Near the top of
a post asks:
“Erin O’Toole won the Conservative Party of Canada Leadership. How will that help Western Canada?”
The answer: “IT WON’T.”
which promotes Western Canada’s separation from the rest of the country, says it doesn’t matter who won the leadership race Sunday night.
It’s pretty safe to say, however, that the election of
has taken some of the wind out of the sails of the Wexit movement.
Peter MacKay, a longtime politician, was viewed as Trudeau-lite by many in the West. And while O’Toole, an Ontario Conservative MP since 2012, is viewed as a red Tory, he has spent a considerable amount of time and effort courting westerners and telling them he understands their frustrations.
Even on Monday, O’Toole’s office issued a news release following his morning conversation with Prime Minister Justin Trudeau, saying that he “made a point to raise Western alienation and called on Mr. Trudeau to outline a plan to address real and serious national unity concerns in the Speech from the Throne.
“Mr. O’Toole also stressed the importance of parliamentary committees resuming as quickly as possible following the Speech from the Throne so that Members of Parliament can continue their investigations into the Trudeau
and the many important studies, including the Special Committee on Canada-China Relations study of the situation in Hong Kong, that were suspended when the Liberals shut down Parliament,” said the statement.
Western alienation got top billing from O’Toole during his first conversation with the PM on his first full day as leader of Canada’s official Opposition.
O’Toole launched his campaign for the leadership of the Conservatives in Calgary in January, clearly attempting to send a message to Albertans — the Conservative party’s stronghold — that he will keep their issues top of mind.
“I am here to show Albertans that their
with the Confederation — our federation as a country — are going to be a priority for me as leader of the Conservative Party,” he said
“They all paid lip service to western alienation,” said Hill, a longtime B.C. MP and the former whip and House leader in Stephen Harper’s Conservative government, who now lives in Calgary.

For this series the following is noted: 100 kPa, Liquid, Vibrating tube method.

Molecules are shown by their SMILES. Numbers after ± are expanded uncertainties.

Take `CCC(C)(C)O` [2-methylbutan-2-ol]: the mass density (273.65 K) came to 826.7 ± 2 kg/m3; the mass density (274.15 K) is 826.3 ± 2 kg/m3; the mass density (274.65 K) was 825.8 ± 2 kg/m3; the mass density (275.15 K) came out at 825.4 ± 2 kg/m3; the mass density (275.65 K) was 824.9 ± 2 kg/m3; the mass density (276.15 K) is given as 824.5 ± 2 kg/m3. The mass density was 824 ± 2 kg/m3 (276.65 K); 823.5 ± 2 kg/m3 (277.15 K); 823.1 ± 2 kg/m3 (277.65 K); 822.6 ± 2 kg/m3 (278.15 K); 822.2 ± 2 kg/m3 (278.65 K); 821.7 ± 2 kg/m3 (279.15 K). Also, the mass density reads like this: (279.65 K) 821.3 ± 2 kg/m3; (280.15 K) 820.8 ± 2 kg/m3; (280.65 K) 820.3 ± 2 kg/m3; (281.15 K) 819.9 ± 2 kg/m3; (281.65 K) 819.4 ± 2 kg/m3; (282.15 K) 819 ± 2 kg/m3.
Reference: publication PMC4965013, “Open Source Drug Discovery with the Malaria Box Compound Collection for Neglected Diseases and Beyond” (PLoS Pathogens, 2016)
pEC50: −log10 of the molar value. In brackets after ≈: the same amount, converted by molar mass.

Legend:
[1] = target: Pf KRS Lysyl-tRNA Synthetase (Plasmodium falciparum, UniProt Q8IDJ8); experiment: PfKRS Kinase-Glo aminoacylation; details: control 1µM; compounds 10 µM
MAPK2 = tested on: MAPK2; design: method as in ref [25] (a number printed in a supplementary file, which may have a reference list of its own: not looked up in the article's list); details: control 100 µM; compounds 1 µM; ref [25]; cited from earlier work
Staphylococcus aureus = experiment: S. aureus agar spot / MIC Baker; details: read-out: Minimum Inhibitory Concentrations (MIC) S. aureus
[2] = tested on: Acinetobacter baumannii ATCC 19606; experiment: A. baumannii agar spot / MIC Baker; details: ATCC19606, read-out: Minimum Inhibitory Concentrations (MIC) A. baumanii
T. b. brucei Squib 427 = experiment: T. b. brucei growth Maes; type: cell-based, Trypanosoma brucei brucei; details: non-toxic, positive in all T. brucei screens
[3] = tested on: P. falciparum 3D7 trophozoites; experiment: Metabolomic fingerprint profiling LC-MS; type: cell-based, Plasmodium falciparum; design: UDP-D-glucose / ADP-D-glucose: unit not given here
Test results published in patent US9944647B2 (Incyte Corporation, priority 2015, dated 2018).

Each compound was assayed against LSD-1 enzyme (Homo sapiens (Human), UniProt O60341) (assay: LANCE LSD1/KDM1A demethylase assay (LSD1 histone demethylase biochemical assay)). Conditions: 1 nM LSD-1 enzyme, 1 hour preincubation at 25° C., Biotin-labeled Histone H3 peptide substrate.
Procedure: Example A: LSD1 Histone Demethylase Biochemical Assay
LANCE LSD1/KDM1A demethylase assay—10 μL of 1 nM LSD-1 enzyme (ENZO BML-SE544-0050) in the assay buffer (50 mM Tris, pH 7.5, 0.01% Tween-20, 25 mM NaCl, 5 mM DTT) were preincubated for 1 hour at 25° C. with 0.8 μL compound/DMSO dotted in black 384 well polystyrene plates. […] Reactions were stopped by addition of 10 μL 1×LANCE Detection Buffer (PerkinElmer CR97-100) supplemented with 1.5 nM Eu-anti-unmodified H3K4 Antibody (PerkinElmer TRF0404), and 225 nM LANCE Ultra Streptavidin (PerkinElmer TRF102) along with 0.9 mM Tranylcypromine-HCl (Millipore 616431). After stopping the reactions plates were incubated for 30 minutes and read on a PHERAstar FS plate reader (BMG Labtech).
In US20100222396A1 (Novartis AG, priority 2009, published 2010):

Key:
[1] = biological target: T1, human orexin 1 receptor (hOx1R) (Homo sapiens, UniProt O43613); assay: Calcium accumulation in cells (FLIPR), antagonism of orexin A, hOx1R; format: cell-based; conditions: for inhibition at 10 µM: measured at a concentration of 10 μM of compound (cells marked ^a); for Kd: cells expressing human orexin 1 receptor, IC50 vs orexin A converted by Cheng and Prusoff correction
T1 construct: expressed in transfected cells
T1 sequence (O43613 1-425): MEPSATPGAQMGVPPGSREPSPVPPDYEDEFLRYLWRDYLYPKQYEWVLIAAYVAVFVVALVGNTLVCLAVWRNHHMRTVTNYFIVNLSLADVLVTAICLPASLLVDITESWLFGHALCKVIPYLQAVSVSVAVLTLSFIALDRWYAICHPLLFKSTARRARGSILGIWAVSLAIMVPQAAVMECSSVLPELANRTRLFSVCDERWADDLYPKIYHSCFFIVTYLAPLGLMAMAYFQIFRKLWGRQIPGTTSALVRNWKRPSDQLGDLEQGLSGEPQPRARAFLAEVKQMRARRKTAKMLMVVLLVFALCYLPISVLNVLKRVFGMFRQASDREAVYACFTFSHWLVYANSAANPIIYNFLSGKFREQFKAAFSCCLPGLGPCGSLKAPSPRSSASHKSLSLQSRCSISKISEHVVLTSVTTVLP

“They have to,” said Hill. “Western Canada, and specifically Alberta, is the biggest chunk of support the Conservative Party has, so they have to talk the talk, but so what? What difference will it make?” asks Hill.
“If you look at the amending formula for our Constitution and start to seriously consider whether the West is ever going to get fairness under the existing system of government, I would argue it will never happen, regardless of who is prime minister or which party is in power. As difficult as it is, it will be easier to create a completely new nation than to try to convince central Canada to fix our Constitution and the inherent unfairness of Confederation to the West,” said Hill.
The Constitution’s amending formula requires the change be passed in the House of Commons, the Senate and then at least two-thirds of the provincial legislative assemblies representing at least 50 per cent of the provinces’ total population. In essence, it’s virtually impossible to change.
Hill admitted that he voted in the leadership race — even though he is leading a different party, which is against the rules of the Conservative party.
“My children and grandchildren need good government asap, and that’s why I cast a ballot, because I wanted to have my say on behalf of my children and grandchildren to try to select a future prime minister of this country that can try to get the country back on track. And if that deters people from looking at the independence option, then so be it,” said Hill, who wouldn’t reveal who he voted for. He says he will resign his membership with the Conservatives shortly.
O’Toole hit the right notes in his victory speech late Sunday night, inviting all Canadians into the big, blue tent.
“I believe that whether you are Black, white, brown or from any race or creed, whether you are LGBTQ or straight, whether you are an Indigenous Canadian or have joined the Canadian family three weeks ago or three generations ago. Whether you’re doing well or barely getting by. Whether you worship on Friday, Saturday, Sunday or not at all . . . you are an important part of Canada and you have a home in the Conservative Party of Canada,” said O’Toole.
Already the federal Liberals are trying to paint O’Toole as scary — someone with a hidden agenda — as they successfully painted former Conservative leader Andrew Scheer. But it’s unlikely to work this time. While O’Toole garnered second- and third-choice picks from the two social conservatives who ran in the race — Derek Sloan and Leslyn Lewis — O’Toole is not himself a social conservative and the smears won’t stick.
O’Toole served as minister of veterans affairs under Harper, and more recently served as the party’s foreign affairs critic. After 12 years serving in the Royal Canadian Air Force, O’Toole earned his law degree and worked as a corporate lawyer.
He praised teachers during his speech, saying parents including him and his wife, Rebecca, gained a new appreciation for teachers as they tried to teach their children — Molly and Jack — during the COVID-19 lockdown. He revealed that his mom, who died when he was nine, and then his stepmother were both teachers. So, he not only has a solid resume, but a compelling bio.
Should O’Toole win the next federal election, which could come earlier than anticipated, expect much of the air in the growing WEXIT movement to slowly leak away.
Licia Corbella is a Postmedia columnist in Calgary.
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